Students going to El Salvador have been assigned a handful of books to read before the trip and after the trip, each requiring a brief written reaction piece. Here’s one of mine:
Globalization at What Price? by Pamela K. Brubaker
We live in a global market and just when we thought the recession was hitting the U.S. hard, Pamela Brubaker posits others around the world have suffered for the U.S. consumer’s benefit for a long, long time. This is a topic which is coming more and more to the forefront for today’s recession-immersed society. As we reflect on how we got here and ask ourselves where we go from here, not only in terms of the current state of the US economy but in our relations to the global market, this book states the case for giving developing countries a break in terms of distribution of work and wealth.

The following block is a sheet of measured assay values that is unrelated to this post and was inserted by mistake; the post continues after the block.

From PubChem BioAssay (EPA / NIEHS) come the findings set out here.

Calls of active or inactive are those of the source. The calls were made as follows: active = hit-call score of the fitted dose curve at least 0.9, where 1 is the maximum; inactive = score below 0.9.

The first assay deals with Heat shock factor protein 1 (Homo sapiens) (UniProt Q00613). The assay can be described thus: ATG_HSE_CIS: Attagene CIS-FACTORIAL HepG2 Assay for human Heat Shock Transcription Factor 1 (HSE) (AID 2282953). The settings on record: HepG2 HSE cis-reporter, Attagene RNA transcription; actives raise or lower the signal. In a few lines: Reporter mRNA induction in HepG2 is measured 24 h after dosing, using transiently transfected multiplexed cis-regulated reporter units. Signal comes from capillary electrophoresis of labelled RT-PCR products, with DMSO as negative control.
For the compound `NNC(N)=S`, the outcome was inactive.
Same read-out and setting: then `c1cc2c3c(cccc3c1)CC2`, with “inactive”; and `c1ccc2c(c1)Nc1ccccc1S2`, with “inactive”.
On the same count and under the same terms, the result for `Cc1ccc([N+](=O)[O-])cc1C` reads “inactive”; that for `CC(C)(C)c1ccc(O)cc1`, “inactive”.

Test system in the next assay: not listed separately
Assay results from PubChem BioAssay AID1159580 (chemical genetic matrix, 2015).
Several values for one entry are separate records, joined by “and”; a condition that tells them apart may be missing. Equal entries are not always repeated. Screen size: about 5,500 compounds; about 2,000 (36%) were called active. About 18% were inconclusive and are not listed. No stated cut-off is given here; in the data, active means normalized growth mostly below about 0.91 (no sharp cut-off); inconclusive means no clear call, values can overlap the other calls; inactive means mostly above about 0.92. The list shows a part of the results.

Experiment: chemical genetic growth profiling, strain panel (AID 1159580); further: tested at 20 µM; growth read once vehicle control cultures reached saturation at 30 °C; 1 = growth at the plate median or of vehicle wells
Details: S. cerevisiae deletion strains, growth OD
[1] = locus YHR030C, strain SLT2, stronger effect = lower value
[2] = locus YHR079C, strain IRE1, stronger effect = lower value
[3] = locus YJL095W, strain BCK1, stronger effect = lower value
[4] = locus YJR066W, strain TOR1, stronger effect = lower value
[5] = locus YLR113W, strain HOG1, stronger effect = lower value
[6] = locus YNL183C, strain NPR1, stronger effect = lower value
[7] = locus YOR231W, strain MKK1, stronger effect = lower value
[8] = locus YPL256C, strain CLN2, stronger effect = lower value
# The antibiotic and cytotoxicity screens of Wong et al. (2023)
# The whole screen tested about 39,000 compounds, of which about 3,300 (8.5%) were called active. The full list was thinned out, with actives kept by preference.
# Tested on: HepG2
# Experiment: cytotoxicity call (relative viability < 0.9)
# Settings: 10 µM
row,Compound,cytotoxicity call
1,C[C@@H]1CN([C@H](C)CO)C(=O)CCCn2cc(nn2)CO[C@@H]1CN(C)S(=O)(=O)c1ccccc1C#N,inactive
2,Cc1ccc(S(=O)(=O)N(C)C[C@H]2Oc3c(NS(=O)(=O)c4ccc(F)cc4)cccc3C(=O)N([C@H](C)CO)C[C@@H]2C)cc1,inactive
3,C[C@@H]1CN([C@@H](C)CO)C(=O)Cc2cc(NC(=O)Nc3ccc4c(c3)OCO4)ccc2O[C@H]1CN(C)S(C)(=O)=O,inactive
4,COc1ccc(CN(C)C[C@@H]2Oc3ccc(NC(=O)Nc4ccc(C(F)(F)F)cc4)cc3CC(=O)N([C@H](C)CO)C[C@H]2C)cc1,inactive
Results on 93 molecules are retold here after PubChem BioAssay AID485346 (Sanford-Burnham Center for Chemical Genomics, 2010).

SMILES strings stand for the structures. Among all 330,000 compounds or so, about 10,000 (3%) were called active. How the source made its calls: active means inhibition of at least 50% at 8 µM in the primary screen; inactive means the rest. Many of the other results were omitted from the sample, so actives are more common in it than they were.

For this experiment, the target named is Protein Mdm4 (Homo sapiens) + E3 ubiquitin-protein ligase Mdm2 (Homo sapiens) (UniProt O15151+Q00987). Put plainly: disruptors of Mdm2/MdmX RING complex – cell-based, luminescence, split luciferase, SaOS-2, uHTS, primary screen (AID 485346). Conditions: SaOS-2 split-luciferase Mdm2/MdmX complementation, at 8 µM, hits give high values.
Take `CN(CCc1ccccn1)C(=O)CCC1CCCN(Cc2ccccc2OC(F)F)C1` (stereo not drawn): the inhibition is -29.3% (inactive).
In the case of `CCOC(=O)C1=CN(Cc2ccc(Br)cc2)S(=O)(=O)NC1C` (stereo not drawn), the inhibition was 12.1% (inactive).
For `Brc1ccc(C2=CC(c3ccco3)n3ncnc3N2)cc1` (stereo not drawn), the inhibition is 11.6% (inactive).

The two items Brubaker focuses on which I found most harrowing were food and clothing. Pointing out how globalization affects my daily life is a great way to get me to think about this more. She uses the term “McDonaldization” to describe how the food industry and service industries uses labor practices which prey on the weak and “maquilization” to describe many of the same practices in agriculture (Brubaker, 55-56). Pointing out how my one-dollar McDouble is making other people’s lives miserable is enough to make me think twice about buying one (as if the health concerns weren’t enough already).